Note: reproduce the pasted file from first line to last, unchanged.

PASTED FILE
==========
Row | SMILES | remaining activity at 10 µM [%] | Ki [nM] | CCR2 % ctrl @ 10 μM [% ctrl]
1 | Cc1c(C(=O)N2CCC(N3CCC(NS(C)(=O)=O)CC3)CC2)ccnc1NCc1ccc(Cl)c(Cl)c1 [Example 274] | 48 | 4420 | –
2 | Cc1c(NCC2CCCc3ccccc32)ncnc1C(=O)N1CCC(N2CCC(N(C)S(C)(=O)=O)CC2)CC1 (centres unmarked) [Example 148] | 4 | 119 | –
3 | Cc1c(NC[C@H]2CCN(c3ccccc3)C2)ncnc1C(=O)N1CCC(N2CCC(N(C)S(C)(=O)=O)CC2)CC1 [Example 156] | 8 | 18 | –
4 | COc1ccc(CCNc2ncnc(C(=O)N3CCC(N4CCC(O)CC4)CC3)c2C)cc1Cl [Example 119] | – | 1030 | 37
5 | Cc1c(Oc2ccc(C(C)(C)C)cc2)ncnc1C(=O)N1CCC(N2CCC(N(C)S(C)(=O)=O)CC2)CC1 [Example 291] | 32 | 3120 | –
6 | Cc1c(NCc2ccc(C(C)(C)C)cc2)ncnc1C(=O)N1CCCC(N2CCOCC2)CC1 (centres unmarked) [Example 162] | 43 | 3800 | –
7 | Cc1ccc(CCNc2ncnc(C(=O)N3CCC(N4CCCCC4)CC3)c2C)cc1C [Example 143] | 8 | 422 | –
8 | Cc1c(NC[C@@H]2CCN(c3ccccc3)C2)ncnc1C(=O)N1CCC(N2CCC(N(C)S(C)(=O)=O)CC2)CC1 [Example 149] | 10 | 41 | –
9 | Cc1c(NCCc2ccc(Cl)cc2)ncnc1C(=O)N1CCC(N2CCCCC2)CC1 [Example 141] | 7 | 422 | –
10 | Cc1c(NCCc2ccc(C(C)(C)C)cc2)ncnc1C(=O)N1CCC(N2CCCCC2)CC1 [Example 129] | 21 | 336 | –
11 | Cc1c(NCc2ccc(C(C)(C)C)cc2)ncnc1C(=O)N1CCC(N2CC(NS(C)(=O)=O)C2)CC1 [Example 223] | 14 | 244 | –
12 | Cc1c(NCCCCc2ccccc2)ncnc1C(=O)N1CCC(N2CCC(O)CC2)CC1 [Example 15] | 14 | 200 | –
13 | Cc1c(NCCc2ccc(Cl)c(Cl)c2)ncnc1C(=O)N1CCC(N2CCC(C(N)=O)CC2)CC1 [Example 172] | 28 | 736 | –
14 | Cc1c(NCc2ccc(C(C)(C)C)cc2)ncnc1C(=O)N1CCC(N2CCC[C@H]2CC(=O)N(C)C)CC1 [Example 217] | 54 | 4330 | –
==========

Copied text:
Row | SMILES | remaining activity at 10 µM [%] | Ki [nM] | CCR2 % ctrl @ 10 μM [% ctrl]
1 | Cc1c(C(=O)N2CCC(N3CCC(NS(C)(=O)=O)CC3)CC2)ccnc1NCc1ccc(Cl)c(Cl)c1 [Example 274] | 48 | 4420 | –
2 | Cc1c(NCC2CCCc3ccccc32)ncnc1C(=O)N1CCC(N2CCC(N(C)S(C)(=O)=O)CC2)CC1 (centres unmarked) [Example 148] | 4 | 119 | –
3 | Cc1c(NC[C@H]2CCN(c3ccccc3)C2)ncnc1C(=O)N1CCC(N2CCC(N(C)S(C)(=O)=O)CC2)CC1 [Example 156] | 8 | 18 | –
4 | COc1ccc(CCNc2ncnc(C(=O)N3CCC(N4CCC(O)CC4)CC3)c2C)cc1Cl [Example 119] | – | 1030 | 37
5 | Cc1c(Oc2ccc(C(C)(C)C)cc2)ncnc1C(=O)N1CCC(N2CCC(N(C)S(C)(=O)=O)CC2)CC1 [Example 291] | 32 | 3120 | –
6 | Cc1c(NCc2ccc(C(C)(C)C)cc2)ncnc1C(=O)N1CCCC(N2CCOCC2)CC1 (centres unmarked) [Example 162] | 43 | 3800 | –
7 | Cc1ccc(CCNc2ncnc(C(=O)N3CCC(N4CCCCC4)CC3)c2C)cc1C [Example 143] | 8 | 422 | –
8 | Cc1c(NC[C@@H]2CCN(c3ccccc3)C2)ncnc1C(=O)N1CCC(N2CCC(N(C)S(C)(=O)=O)CC2)CC1 [Example 149] | 10 | 41 | –
9 | Cc1c(NCCc2ccc(Cl)cc2)ncnc1C(=O)N1CCC(N2CCCCC2)CC1 [Example 141] | 7 | 422 | –
10 | Cc1c(NCCc2ccc(C(C)(C)C)cc2)ncnc1C(=O)N1CCC(N2CCCCC2)CC1 [Example 129] | 21 | 336 | –
11 | Cc1c(NCc2ccc(C(C)(C)C)cc2)ncnc1C(=O)N1CCC(N2CC(NS(C)(=O)=O)C2)CC1 [Example 223] | 14 | 244 | –
12 | Cc1c(NCCCCc2ccccc2)ncnc1C(=O)N1CCC(N2CCC(O)CC2)CC1 [Example 15] | 14 | 200 | –
13 | Cc1c(NCCc2ccc(Cl)c(Cl)c2)ncnc1C(=O)N1CCC(N2CCC(C(N)=O)CC2)CC1 [Example 172] | 28 | 736 | –
14 | Cc1c(NCc2ccc(C(C)(C)C)cc2)ncnc1C(=O)N1CCC(N2CCC[C@H]2CC(=O)N(C)C)CC1 [Example 217] | 54 | 4330 | –